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Al Held > Statement
Reference Page
Excerpt from The Solomon R. Guggenheim Museum, New York:

Born in Brooklyn in 1928 to Polish immigrants, Al Held claims to have been expelled from high school in the Bronx in 1944. After serving in the U.S. Navy from 1945 to 1947, Held associated with members of the activist group Folksay who viewed art as a forceful medium for political and social protest. Held had also cultivated an interest in visual art, primarily through film, and enrolled in classes at the Arts Students League in 1948 on a stipend from the G.I. Bill. Held’s radical convictions were nurtured by his father’s Marxist beliefs and regular household political discussions. His earliest work was entirely figurative and shows the influence of Social Realism. Held had planned to study in Mexico with the renowned muralist David Alfaro Siqueiros, whose works’ monumental scale and expressive political content inspired him, but was unable to attend after the school lost its G.I. accreditation. Held opted to study instead at the Académie de la grande chaumière in Paris. Before leaving for France, Held was impressed by Jackson Pollock’s paintings in New York, but it was not until he arrived in Paris that he completely abandoned figuration.

In Paris Held took classes with the sculptor Ossip Zadkine at the academy and became part of the American expatriate circle that included artists Sam Francis, Ellsworth Kelly, Joan Mitchell, Haywood “Bill” Rivers, and George Sugarman, among others. Held received his first solo exhibition of small abstract works in Paris at the artist-run Galerie Huit in 1952. On his return to New York, Held quickly entered the orbit of Abstract Expressionist painters, particularly Franz Kline and Mark Rothko who mentored the younger Held. His post-Paris paintings of the 1950s were heavily impastoed, tactile canvases that retain the expressive gesture of Abstract Expressionism. He received his first New York solo exhibition at the Poindexter Gallery in 1959.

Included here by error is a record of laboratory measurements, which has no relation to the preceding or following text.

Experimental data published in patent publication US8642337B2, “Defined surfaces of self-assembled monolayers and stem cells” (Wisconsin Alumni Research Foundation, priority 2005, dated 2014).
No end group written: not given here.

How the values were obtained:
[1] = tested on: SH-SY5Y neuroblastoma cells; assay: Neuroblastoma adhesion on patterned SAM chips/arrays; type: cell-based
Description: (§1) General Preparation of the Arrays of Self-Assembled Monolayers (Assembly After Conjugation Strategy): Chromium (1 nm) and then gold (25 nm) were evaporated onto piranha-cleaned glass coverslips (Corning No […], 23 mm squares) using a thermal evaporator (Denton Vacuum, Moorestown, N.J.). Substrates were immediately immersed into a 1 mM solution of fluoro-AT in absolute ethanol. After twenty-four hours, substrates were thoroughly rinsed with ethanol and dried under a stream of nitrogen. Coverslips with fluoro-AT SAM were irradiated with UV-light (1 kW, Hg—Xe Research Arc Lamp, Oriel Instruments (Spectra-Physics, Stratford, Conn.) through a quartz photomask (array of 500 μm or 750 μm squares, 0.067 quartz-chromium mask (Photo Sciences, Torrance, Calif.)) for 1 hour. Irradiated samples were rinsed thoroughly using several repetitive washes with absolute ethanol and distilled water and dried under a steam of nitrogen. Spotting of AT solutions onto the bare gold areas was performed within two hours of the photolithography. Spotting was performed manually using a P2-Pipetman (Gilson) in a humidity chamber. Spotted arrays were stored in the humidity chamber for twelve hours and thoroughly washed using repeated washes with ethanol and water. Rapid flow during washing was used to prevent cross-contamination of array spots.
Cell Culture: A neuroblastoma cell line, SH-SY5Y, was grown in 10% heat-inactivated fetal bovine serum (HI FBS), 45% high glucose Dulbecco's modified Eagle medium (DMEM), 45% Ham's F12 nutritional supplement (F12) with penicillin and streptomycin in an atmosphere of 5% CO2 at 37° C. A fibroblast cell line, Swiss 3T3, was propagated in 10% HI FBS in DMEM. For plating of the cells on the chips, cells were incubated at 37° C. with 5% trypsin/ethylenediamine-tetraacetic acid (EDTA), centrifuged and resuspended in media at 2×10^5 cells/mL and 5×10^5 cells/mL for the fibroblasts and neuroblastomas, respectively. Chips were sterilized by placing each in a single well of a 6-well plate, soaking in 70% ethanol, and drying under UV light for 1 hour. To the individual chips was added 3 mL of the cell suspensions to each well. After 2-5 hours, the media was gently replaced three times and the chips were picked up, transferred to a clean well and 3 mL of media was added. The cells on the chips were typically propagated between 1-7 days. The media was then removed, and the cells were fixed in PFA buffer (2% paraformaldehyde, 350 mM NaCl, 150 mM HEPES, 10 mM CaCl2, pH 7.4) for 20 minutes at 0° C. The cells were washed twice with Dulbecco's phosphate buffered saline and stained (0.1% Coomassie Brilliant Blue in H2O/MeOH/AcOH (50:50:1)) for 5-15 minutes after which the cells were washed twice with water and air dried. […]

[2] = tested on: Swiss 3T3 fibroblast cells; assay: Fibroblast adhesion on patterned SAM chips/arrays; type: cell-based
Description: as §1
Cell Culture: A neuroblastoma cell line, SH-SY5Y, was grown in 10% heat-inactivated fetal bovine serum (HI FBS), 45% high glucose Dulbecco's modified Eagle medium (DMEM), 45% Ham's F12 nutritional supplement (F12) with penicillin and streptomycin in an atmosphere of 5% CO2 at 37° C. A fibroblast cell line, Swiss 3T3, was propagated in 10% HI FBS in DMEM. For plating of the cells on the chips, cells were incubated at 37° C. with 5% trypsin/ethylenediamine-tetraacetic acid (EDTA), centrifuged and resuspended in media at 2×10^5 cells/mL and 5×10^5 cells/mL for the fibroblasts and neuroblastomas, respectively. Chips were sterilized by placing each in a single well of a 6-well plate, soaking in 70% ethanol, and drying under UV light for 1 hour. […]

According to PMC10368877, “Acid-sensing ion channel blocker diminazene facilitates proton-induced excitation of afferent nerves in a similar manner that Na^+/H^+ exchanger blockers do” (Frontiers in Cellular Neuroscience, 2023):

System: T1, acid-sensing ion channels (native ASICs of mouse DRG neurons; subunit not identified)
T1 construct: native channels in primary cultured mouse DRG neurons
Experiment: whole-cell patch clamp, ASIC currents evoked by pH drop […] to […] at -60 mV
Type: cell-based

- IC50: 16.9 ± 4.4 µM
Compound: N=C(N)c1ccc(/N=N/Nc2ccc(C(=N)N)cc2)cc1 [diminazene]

Held is considered a prominent figure among second-generation Abstract Expressionists, but his persistent exploration of illusionistic potential within abstraction and theoretical attitudes consistently defied many of the labels of post–Abstract Expressionist movements. In the early 1960s, Held’s paintings moved toward a growing sense of overall clarity and concreteness. Because of their sharpened contours, increasingly geometric forms, and gradually enlarged scale, he was associated with practitioners of Hard-edge painting such as Kelly and Frank Stella. However, Held remained distinct for his bold rejection of critic Clement Greenberg’s modernist doctrine, particularly its insistence on flatness. In 1967, Held became tired of the reductive geometric quality and flatness of his work and strove to incorporate space and volume into his canvases. His paintings of 1967–68 were exclusively black and white after this point he began to explore the three dimensionality of the canvas by punching holes in it and structuring his compositions using vanishing points. After 1978, he began to experiment with vibrant colors in his illusionistic geometric compositions. Despite the shifts in Held’s evolving logic to reconcile ordered abstraction and illusionism, the dimensions of his canvases remained a constant throughout his career. Held’s persistent drive for architectural scale also found expression in several noteworthy murals, the first of which, I and We (1967), was commissioned for Walter Gropius’s Tower East in Cleveland. In 2005 Held completed a mural for the New York City Subway system he died later that year at his home in Todi, Italy.

Held was an associate professor of art, Yale University, New Haven, from 1962 to 1980. He received numerous awards and grants, including the Frank G. Logan Medal from the Art Institute of Chicago (1964), John Simon Guggenheim Memorial Foundation Fellowship in painting (1966), and a six-month residency at the American Academy in Rome (1981). In 1984 Held was elected to the American Academy of Arts and Letters. Although Held’s committed search for an alternative to the reductivist logic that evolved out of Abstract Expressionism did not gain him immediate acceptance in the 1950s art world, his work was presented in many significant group exhibitions in the 1960s at the Guggenheim Museum (1961, 1966) Jewish Museum, New York (1963) Los Angeles County Museum of Art (1964) Museum of Modern Art, New York (1964) and Documenta, Kassel, West Germany (1968), among other venues. Notable solo exhibitions include those at the Stedelijk Museum, Amsterdam (1966) traveling exhibitions at the San Francisco Museum of Art (now San Francisco Museum of Modern Art) and the Corcoran Gallery of Art, Washington, D.C. (1968) as well as at the Institute of Contemporary Art, Philadelphia, and Contemporary Arts Museum, Houston (1968) Whitney Museum of American Art, New York (1974) Institute of Contemporary Art, Boston (1978) FIAC Foire internationale d’art contemporain, Grand Palais, Paris, with André Emmerich Gallery (1981) and P.S. 1 Contemporary Art Center (now MoMA PS1), New York (2002).

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Additional information from the Al Held Foundation:

Bibliography
Chronology
Public Collections

See also:

Al Held: Selected Images on Art in Context
Al Held: Related Links on Art in Context


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Al Held, American, (1928-2005)
b. October 12, 1928, Brooklyn,NY
d. 2005


Art in Context - Projects:
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